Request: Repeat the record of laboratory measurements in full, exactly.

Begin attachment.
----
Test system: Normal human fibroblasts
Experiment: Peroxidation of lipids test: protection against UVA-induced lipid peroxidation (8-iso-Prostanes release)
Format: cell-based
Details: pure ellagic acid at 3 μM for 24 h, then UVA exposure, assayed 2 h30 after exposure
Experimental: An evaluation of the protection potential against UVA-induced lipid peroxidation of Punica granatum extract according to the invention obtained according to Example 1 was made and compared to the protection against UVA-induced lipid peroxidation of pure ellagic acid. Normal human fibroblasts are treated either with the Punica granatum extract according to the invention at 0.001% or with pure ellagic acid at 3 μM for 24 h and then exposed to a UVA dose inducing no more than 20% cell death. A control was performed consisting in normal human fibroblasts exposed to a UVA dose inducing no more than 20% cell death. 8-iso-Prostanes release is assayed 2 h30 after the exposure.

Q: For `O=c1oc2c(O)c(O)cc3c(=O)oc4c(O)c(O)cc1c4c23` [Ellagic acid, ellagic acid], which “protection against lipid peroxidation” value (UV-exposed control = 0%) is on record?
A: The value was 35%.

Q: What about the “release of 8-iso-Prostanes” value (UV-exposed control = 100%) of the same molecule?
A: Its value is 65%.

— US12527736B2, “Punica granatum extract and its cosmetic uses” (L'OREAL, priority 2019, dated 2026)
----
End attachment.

Test system: Normal human fibroblasts
Experiment: Peroxidation of lipids test: protection against UVA-induced lipid peroxidation (8-iso-Prostanes release)
Format: cell-based
Details: pure ellagic acid at 3 μM for 24 h, then UVA exposure, assayed 2 h30 after exposure
Experimental: An evaluation of the protection potential against UVA-induced lipid peroxidation of Punica granatum extract according to the invention obtained according to Example 1 was made and compared to the protection against UVA-induced lipid peroxidation of pure ellagic acid. Normal human fibroblasts are treated either with the Punica granatum extract according to the invention at 0.001% or with pure ellagic acid at 3 μM for 24 h and then exposed to a UVA dose inducing no more than 20% cell death. A control was performed consisting in normal human fibroblasts exposed to a UVA dose inducing no more than 20% cell death. 8-iso-Prostanes release is assayed 2 h30 after the exposure.

Q: For `O=c1oc2c(O)c(O)cc3c(=O)oc4c(O)c(O)cc1c4c23` [Ellagic acid, ellagic acid], which “protection against lipid peroxidation” value (UV-exposed control = 0%) is on record?
A: The value was 35%.

Q: What about the “release of 8-iso-Prostanes” value (UV-exposed control = 100%) of the same molecule?
A: Its value is 65%.

— US12527736B2, “Punica granatum extract and its cosmetic uses” (L'OREAL, priority 2019, dated 2026)